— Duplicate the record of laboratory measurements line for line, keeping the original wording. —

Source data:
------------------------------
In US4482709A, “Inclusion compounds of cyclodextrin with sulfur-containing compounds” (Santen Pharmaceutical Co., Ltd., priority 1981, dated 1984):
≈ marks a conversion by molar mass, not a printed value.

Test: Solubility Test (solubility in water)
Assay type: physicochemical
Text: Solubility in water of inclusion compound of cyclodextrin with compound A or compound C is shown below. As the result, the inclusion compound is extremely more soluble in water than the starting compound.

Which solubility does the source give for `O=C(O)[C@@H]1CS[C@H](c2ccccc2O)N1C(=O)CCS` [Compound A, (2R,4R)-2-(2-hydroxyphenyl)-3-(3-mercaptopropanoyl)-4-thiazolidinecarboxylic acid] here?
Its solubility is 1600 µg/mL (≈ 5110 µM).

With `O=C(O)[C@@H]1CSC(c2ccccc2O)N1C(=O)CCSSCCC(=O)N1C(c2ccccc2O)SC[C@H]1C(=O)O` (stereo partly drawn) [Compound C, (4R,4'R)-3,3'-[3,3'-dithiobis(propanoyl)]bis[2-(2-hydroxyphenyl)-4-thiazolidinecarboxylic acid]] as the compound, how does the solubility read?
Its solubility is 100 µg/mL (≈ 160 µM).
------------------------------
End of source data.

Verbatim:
In US4482709A, “Inclusion compounds of cyclodextrin with sulfur-containing compounds” (Santen Pharmaceutical Co., Ltd., priority 1981, dated 1984):
≈ marks a conversion by molar mass, not a printed value.

Test: Solubility Test (solubility in water)
Assay type: physicochemical
Text: Solubility in water of inclusion compound of cyclodextrin with compound A or compound C is shown below. As the result, the inclusion compound is extremely more soluble in water than the starting compound.

Which solubility does the source give for `O=C(O)[C@@H]1CS[C@H](c2ccccc2O)N1C(=O)CCS` [Compound A, (2R,4R)-2-(2-hydroxyphenyl)-3-(3-mercaptopropanoyl)-4-thiazolidinecarboxylic acid] here?
Its solubility is 1600 µg/mL (≈ 5110 µM).

With `O=C(O)[C@@H]1CSC(c2ccccc2O)N1C(=O)CCSSCCC(=O)N1C(c2ccccc2O)SC[C@H]1C(=O)O` (stereo partly drawn) [Compound C, (4R,4'R)-3,3'-[3,3'-dithiobis(propanoyl)]bis[2-(2-hydroxyphenyl)-4-thiazolidinecarboxylic acid]] as the compound, how does the solubility read?
Its solubility is 100 µg/mL (≈ 160 µM).